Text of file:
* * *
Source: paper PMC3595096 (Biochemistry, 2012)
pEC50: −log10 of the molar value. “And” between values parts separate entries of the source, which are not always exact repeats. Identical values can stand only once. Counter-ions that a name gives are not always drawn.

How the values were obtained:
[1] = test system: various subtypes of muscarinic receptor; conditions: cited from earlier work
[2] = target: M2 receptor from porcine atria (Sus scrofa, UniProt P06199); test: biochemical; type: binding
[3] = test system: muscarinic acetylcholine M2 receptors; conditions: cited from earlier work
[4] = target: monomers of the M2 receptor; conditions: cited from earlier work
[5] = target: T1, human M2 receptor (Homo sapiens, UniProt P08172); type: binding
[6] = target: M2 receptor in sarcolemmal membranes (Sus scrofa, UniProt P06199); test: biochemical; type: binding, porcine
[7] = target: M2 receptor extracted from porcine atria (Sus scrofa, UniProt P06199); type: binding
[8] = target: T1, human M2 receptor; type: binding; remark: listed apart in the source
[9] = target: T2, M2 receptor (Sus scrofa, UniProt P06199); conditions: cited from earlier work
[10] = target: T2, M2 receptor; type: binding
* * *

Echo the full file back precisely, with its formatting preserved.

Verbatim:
Source: paper PMC3595096 (Biochemistry, 2012)
pEC50: −log10 of the molar value. “And” between values parts separate entries of the source, which are not always exact repeats. Identical values can stand only once. Counter-ions that a name gives are not always drawn.

How the values were obtained:
[1] = test system: various subtypes of muscarinic receptor; conditions: cited from earlier work
[2] = target: M2 receptor from porcine atria (Sus scrofa, UniProt P06199); test: biochemical; type: binding
[3] = test system: muscarinic acetylcholine M2 receptors; conditions: cited from earlier work
[4] = target: monomers of the M2 receptor; conditions: cited from earlier work
[5] = target: T1, human M2 receptor (Homo sapiens, UniProt P08172); type: binding
[6] = target: M2 receptor in sarcolemmal membranes (Sus scrofa, UniProt P06199); test: biochemical; type: binding, porcine
[7] = target: M2 receptor extracted from porcine atria (Sus scrofa, UniProt P06199); type: binding
[8] = target: T1, human M2 receptor; type: binding; remark: listed apart in the source
[9] = target: T2, M2 receptor (Sus scrofa, UniProt P06199); conditions: cited from earlier work
[10] = target: T2, M2 receptor; type: binding